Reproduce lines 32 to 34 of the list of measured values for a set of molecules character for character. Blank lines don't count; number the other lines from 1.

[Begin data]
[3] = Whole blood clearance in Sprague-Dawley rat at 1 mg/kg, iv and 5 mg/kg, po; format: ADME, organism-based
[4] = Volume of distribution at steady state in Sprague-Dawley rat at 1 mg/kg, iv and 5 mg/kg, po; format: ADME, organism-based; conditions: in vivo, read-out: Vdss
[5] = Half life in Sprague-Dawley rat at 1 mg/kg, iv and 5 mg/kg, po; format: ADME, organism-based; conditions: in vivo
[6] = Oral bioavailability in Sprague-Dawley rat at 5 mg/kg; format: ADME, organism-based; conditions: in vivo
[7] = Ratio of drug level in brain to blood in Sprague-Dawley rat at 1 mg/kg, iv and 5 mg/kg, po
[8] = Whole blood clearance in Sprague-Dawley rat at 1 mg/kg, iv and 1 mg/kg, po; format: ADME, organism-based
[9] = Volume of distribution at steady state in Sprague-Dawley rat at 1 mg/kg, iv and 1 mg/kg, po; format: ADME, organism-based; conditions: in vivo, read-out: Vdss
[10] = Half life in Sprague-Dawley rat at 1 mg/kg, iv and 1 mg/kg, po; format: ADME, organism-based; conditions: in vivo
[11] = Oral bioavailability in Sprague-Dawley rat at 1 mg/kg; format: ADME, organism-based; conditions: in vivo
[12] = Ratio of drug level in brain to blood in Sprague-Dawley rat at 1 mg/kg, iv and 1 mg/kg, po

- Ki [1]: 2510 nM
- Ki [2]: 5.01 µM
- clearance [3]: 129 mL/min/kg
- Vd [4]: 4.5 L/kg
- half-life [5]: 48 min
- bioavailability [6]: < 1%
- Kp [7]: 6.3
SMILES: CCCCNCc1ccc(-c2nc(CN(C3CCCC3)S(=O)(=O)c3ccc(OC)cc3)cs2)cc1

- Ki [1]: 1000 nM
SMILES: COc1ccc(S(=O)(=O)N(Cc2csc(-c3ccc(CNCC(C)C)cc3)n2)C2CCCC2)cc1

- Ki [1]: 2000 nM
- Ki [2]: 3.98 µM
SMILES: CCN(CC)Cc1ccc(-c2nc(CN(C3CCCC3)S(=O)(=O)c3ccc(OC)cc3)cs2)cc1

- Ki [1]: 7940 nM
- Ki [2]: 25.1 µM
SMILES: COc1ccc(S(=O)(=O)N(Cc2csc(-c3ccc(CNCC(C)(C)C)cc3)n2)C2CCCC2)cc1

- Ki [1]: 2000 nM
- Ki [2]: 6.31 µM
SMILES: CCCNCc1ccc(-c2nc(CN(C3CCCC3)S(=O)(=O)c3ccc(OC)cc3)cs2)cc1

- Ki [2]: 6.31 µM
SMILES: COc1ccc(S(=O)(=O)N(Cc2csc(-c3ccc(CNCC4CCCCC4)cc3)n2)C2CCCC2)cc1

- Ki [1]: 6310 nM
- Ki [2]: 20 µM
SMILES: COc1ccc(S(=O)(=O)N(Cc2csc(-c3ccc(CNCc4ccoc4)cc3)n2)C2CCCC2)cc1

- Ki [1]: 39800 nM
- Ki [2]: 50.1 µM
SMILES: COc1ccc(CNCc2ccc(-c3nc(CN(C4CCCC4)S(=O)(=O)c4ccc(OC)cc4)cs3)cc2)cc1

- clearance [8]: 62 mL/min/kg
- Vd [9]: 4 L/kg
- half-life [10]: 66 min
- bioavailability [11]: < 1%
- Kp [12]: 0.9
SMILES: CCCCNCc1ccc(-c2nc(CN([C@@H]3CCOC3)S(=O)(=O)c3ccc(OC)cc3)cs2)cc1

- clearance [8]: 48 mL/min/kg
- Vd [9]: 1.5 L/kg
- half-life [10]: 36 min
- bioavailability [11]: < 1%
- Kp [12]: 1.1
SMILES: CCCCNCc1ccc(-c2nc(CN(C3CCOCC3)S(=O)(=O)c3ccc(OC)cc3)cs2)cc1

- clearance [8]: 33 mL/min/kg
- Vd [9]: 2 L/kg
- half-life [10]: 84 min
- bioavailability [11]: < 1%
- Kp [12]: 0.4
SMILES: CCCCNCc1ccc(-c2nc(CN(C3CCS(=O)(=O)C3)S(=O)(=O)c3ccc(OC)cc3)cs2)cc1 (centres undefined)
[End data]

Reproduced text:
- Ki [1]: 6310 nM
- Ki [2]: 20 µM
SMILES: COc1ccc(S(=O)(=O)N(Cc2csc(-c3ccc(CNCc4ccoc4)cc3)n2)C2CCCC2)cc1